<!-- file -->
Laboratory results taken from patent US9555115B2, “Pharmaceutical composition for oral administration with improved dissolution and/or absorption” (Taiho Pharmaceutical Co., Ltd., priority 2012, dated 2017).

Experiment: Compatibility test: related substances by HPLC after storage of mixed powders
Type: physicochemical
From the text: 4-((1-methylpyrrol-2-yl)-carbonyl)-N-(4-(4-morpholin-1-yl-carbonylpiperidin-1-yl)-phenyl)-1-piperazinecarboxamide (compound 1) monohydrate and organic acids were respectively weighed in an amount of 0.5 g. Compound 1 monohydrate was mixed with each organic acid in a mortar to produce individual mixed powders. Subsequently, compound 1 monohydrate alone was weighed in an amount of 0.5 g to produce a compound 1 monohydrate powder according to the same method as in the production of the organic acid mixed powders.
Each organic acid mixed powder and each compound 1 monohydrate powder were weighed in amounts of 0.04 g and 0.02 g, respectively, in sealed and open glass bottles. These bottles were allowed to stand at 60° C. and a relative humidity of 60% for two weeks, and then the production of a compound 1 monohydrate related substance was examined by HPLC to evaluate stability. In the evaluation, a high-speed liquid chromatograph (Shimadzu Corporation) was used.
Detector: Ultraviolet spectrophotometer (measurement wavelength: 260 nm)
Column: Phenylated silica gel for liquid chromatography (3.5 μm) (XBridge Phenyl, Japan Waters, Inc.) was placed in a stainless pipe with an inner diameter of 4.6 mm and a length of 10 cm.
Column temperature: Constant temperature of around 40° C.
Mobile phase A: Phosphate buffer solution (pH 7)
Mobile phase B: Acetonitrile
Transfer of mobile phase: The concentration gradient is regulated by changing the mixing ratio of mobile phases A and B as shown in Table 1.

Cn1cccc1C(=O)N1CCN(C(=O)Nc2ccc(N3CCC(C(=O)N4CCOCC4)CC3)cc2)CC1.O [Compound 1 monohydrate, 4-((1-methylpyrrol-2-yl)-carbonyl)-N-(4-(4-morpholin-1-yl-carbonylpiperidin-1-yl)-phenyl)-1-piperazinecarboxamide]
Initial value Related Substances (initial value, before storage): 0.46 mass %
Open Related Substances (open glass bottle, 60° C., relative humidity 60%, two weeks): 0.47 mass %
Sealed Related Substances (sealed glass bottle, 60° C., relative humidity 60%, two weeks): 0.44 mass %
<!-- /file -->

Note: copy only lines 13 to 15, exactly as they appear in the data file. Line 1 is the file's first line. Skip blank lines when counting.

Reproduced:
Initial value Related Substances (initial value, before storage): 0.46 mass %
Open Related Substances (open glass bottle, 60° C., relative humidity 60%, two weeks): 0.47 mass %
Sealed Related Substances (sealed glass bottle, 60° C., relative humidity 60%, two weeks): 0.44 mass %